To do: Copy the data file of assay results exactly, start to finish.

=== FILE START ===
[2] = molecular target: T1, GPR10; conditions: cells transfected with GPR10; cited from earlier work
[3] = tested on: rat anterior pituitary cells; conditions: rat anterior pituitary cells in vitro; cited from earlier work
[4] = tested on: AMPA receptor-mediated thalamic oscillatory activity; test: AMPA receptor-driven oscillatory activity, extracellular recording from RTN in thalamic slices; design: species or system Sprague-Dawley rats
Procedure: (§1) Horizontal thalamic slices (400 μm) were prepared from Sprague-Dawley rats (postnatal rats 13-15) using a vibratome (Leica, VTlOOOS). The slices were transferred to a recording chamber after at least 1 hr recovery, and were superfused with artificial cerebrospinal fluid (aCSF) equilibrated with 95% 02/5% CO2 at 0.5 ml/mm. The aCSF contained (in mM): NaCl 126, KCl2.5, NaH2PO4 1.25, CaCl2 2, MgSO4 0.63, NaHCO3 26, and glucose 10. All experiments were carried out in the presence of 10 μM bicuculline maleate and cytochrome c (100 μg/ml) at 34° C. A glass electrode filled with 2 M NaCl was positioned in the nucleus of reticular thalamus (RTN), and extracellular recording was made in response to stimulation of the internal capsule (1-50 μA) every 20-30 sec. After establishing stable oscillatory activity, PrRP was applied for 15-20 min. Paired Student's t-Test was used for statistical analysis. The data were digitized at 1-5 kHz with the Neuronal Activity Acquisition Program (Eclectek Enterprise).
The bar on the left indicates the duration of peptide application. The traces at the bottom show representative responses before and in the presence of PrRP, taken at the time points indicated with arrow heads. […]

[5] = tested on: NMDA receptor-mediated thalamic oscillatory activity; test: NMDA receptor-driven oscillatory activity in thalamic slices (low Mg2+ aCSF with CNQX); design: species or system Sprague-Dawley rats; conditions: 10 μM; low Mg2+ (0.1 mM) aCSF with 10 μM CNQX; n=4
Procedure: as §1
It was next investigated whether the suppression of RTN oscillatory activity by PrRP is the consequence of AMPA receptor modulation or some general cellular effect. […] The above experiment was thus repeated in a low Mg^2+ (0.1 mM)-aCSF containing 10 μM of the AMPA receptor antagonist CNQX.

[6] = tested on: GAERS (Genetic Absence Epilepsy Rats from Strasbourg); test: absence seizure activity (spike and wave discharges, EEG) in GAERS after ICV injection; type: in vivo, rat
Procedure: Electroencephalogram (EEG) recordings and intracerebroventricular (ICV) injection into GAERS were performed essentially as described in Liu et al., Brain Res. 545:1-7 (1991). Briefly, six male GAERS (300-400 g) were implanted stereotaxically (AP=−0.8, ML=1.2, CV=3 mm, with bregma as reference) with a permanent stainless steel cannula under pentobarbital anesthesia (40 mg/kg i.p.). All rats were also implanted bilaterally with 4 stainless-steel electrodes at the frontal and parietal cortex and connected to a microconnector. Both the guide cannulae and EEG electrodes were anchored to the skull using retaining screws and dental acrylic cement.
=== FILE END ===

[2] = molecular target: T1, GPR10; conditions: cells transfected with GPR10; cited from earlier work
[3] = tested on: rat anterior pituitary cells; conditions: rat anterior pituitary cells in vitro; cited from earlier work
[4] = tested on: AMPA receptor-mediated thalamic oscillatory activity; test: AMPA receptor-driven oscillatory activity, extracellular recording from RTN in thalamic slices; design: species or system Sprague-Dawley rats
Procedure: (§1) Horizontal thalamic slices (400 μm) were prepared from Sprague-Dawley rats (postnatal rats 13-15) using a vibratome (Leica, VTlOOOS). The slices were transferred to a recording chamber after at least 1 hr recovery, and were superfused with artificial cerebrospinal fluid (aCSF) equilibrated with 95% 02/5% CO2 at 0.5 ml/mm. The aCSF contained (in mM): NaCl 126, KCl2.5, NaH2PO4 1.25, CaCl2 2, MgSO4 0.63, NaHCO3 26, and glucose 10. All experiments were carried out in the presence of 10 μM bicuculline maleate and cytochrome c (100 μg/ml) at 34° C. A glass electrode filled with 2 M NaCl was positioned in the nucleus of reticular thalamus (RTN), and extracellular recording was made in response to stimulation of the internal capsule (1-50 μA) every 20-30 sec. After establishing stable oscillatory activity, PrRP was applied for 15-20 min. Paired Student's t-Test was used for statistical analysis. The data were digitized at 1-5 kHz with the Neuronal Activity Acquisition Program (Eclectek Enterprise).
The bar on the left indicates the duration of peptide application. The traces at the bottom show representative responses before and in the presence of PrRP, taken at the time points indicated with arrow heads. […]

[5] = tested on: NMDA receptor-mediated thalamic oscillatory activity; test: NMDA receptor-driven oscillatory activity in thalamic slices (low Mg2+ aCSF with CNQX); design: species or system Sprague-Dawley rats; conditions: 10 μM; low Mg2+ (0.1 mM) aCSF with 10 μM CNQX; n=4
Procedure: as §1
It was next investigated whether the suppression of RTN oscillatory activity by PrRP is the consequence of AMPA receptor modulation or some general cellular effect. […] The above experiment was thus repeated in a low Mg^2+ (0.1 mM)-aCSF containing 10 μM of the AMPA receptor antagonist CNQX.

[6] = tested on: GAERS (Genetic Absence Epilepsy Rats from Strasbourg); test: absence seizure activity (spike and wave discharges, EEG) in GAERS after ICV injection; type: in vivo, rat
Procedure: Electroencephalogram (EEG) recordings and intracerebroventricular (ICV) injection into GAERS were performed essentially as described in Liu et al., Brain Res. 545:1-7 (1991). Briefly, six male GAERS (300-400 g) were implanted stereotaxically (AP=−0.8, ML=1.2, CV=3 mm, with bregma as reference) with a permanent stainless steel cannula under pentobarbital anesthesia (40 mg/kg i.p.). All rats were also implanted bilaterally with 4 stainless-steel electrodes at the frontal and parietal cortex and connected to a microconnector. Both the guide cannulae and EEG electrodes were anchored to the skull using retaining screws and dental acrylic cement.